So Dash Snow died of a heroin overdose about a month ago (obit, NYT article). He was mostly famous for being a very rich (scion on de menil family of the Dia center for the arts) and wild downtown artist/tagger. He was not very productive as a professional artist, but he had a lot of notoriety thanks to his pedigree, vice magazine, and his proximity to photographer Ryan McGinley.
McGinley is quite a famous art photographer with works in the National Gallery and other august institutions. His photographs usually depict thin, beautiful white downtown artists engaging in young adult hijinks--running around in fields, playing in ball pits, being half naked, drinking/smoking. They are beautiful pictures, but the rap on him has always been about whether they are art or not. He is a downtown artist making art about the lifestyle of downtown artists. The pictures can be mistaken for beautiful party shots. It would be like if a famous baseball player made paintings about baseball. people could love looking at them, but a critical establishment might be skeptical about their transcendent artistic merit. I like McGinley's pictures generally. but that isn't what I come to talk about.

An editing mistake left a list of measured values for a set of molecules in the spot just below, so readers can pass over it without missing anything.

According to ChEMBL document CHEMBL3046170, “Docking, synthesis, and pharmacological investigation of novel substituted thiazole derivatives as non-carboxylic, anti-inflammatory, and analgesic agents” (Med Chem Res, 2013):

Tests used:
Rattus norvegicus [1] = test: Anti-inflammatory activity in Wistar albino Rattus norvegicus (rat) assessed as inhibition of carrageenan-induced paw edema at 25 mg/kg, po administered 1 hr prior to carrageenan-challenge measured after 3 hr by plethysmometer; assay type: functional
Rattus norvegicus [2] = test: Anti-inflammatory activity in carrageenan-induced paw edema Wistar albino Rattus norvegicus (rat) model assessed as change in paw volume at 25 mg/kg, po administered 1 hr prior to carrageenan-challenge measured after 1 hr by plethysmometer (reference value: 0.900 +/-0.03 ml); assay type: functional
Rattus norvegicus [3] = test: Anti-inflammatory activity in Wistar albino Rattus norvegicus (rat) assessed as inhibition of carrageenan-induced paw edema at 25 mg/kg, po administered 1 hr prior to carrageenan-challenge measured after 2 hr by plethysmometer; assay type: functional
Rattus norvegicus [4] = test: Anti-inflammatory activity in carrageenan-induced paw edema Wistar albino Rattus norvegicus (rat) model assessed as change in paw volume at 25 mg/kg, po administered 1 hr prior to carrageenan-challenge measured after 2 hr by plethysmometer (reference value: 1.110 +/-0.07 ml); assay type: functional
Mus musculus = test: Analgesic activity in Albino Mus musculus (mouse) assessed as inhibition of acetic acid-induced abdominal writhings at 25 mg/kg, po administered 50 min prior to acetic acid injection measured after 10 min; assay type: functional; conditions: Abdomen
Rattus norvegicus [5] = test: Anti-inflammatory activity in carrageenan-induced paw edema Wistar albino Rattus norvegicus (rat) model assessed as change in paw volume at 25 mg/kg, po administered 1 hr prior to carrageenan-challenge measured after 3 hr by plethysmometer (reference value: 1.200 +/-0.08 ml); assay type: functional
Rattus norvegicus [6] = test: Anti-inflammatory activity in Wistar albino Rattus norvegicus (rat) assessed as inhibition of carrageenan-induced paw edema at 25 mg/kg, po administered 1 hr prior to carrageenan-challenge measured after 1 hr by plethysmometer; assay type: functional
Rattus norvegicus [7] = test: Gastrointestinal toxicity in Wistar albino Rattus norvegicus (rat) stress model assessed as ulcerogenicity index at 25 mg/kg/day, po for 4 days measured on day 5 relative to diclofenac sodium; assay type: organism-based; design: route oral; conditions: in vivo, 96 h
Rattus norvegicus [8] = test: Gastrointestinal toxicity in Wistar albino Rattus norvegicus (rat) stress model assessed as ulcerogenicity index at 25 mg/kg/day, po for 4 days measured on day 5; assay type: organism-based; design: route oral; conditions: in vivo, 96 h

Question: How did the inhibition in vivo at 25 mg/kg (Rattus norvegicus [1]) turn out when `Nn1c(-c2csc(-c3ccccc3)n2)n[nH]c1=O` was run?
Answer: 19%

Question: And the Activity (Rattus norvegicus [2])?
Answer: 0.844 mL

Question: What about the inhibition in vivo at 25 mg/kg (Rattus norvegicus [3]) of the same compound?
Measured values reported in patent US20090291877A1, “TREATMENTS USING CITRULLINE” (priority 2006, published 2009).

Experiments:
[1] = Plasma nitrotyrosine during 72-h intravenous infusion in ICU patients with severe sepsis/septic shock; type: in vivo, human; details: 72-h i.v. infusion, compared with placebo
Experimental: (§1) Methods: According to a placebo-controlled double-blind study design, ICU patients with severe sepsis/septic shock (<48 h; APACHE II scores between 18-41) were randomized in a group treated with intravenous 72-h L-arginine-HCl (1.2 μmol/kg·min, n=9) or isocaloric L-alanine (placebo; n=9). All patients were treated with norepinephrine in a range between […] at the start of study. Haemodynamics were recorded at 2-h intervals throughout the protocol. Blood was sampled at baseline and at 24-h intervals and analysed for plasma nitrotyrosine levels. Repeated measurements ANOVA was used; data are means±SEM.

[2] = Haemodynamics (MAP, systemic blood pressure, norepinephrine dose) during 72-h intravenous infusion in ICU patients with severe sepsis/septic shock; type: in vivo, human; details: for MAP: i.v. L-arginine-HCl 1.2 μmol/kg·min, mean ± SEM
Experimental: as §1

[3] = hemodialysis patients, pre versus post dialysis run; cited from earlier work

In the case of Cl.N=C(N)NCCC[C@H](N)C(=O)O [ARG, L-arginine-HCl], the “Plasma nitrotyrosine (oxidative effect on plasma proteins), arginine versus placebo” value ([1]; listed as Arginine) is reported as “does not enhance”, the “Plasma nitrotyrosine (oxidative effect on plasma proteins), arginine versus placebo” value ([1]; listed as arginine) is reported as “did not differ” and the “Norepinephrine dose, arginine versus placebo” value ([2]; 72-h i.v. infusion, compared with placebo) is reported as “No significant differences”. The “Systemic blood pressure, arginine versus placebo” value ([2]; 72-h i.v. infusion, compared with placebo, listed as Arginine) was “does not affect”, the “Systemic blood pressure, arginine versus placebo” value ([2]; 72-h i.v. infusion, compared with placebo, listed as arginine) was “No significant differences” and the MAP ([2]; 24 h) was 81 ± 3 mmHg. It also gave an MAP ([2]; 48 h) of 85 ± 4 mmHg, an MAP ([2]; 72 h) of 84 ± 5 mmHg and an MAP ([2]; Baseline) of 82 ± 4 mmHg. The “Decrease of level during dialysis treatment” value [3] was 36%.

McGinley wrote this essay in the most recent vice magazine about the death of Snow. I am deeply disappointed by the piece. It is quite simply the most self-centered, superficial eulogy one can imagine. I have to assume that this was McGinley attempting to seize on the death of a friend to further his own personal mythology about wildness/coolness. There is no emotion in the piece--only a litany of culture signfiers (cocaine, gold tooth caps from canal street, tagging, black people, speeding, europe, police, sex) which happen to be the same signifiers in his art. McGinley even has the gall to lionize heroin as a great and fun drug after it killed his friend. I know all of this makes me a prude, but these are not the things one says when a friend dies. This piece is self-involved, self-aggrandizing, and completely lacking in genuine emotion. If it is McGinley's intention to show that his pictures are more than the beautiful ephemera of a self-involved culture, he has failed. He has show a lack of broad-thinking and universal feeling where he probably attempted to show authenticity.